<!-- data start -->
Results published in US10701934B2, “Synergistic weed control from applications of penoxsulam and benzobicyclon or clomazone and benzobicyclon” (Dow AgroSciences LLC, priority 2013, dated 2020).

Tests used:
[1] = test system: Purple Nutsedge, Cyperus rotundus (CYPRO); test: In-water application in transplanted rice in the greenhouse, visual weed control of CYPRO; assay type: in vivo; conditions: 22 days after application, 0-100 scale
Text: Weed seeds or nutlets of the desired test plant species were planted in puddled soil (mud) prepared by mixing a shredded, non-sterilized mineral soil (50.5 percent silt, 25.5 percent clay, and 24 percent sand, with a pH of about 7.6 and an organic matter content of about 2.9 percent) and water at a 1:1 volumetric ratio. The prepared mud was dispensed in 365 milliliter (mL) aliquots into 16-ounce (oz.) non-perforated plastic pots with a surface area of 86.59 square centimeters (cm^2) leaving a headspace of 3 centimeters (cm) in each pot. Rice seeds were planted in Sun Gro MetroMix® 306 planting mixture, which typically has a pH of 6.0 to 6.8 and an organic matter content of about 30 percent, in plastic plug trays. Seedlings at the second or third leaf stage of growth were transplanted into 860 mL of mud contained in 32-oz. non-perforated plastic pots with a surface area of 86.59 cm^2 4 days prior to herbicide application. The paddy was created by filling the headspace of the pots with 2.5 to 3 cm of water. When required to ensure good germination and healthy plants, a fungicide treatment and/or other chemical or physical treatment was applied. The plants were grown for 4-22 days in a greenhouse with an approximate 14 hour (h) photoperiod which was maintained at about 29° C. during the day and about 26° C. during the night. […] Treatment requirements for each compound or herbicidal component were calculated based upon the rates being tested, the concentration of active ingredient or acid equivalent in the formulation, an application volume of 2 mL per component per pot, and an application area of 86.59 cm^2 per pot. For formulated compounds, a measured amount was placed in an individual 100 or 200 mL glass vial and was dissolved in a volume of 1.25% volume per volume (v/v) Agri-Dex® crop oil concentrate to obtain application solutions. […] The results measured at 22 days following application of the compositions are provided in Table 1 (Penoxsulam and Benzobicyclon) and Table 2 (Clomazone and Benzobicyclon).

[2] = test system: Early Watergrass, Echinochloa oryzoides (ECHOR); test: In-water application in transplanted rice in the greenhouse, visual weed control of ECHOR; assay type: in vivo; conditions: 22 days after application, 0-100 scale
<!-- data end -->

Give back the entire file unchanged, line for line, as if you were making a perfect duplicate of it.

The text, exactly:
Results published in US10701934B2, “Synergistic weed control from applications of penoxsulam and benzobicyclon or clomazone and benzobicyclon” (Dow AgroSciences LLC, priority 2013, dated 2020).

Tests used:
[1] = test system: Purple Nutsedge, Cyperus rotundus (CYPRO); test: In-water application in transplanted rice in the greenhouse, visual weed control of CYPRO; assay type: in vivo; conditions: 22 days after application, 0-100 scale
Text: Weed seeds or nutlets of the desired test plant species were planted in puddled soil (mud) prepared by mixing a shredded, non-sterilized mineral soil (50.5 percent silt, 25.5 percent clay, and 24 percent sand, with a pH of about 7.6 and an organic matter content of about 2.9 percent) and water at a 1:1 volumetric ratio. The prepared mud was dispensed in 365 milliliter (mL) aliquots into 16-ounce (oz.) non-perforated plastic pots with a surface area of 86.59 square centimeters (cm^2) leaving a headspace of 3 centimeters (cm) in each pot. Rice seeds were planted in Sun Gro MetroMix® 306 planting mixture, which typically has a pH of 6.0 to 6.8 and an organic matter content of about 30 percent, in plastic plug trays. Seedlings at the second or third leaf stage of growth were transplanted into 860 mL of mud contained in 32-oz. non-perforated plastic pots with a surface area of 86.59 cm^2 4 days prior to herbicide application. The paddy was created by filling the headspace of the pots with 2.5 to 3 cm of water. When required to ensure good germination and healthy plants, a fungicide treatment and/or other chemical or physical treatment was applied. The plants were grown for 4-22 days in a greenhouse with an approximate 14 hour (h) photoperiod which was maintained at about 29° C. during the day and about 26° C. during the night. […] Treatment requirements for each compound or herbicidal component were calculated based upon the rates being tested, the concentration of active ingredient or acid equivalent in the formulation, an application volume of 2 mL per component per pot, and an application area of 86.59 cm^2 per pot. For formulated compounds, a measured amount was placed in an individual 100 or 200 mL glass vial and was dissolved in a volume of 1.25% volume per volume (v/v) Agri-Dex® crop oil concentrate to obtain application solutions. […] The results measured at 22 days following application of the compositions are provided in Table 1 (Penoxsulam and Benzobicyclon) and Table 2 (Clomazone and Benzobicyclon).

[2] = test system: Early Watergrass, Echinochloa oryzoides (ECHOR); test: In-water application in transplanted rice in the greenhouse, visual weed control of ECHOR; assay type: in vivo; conditions: 22 days after application, 0-100 scale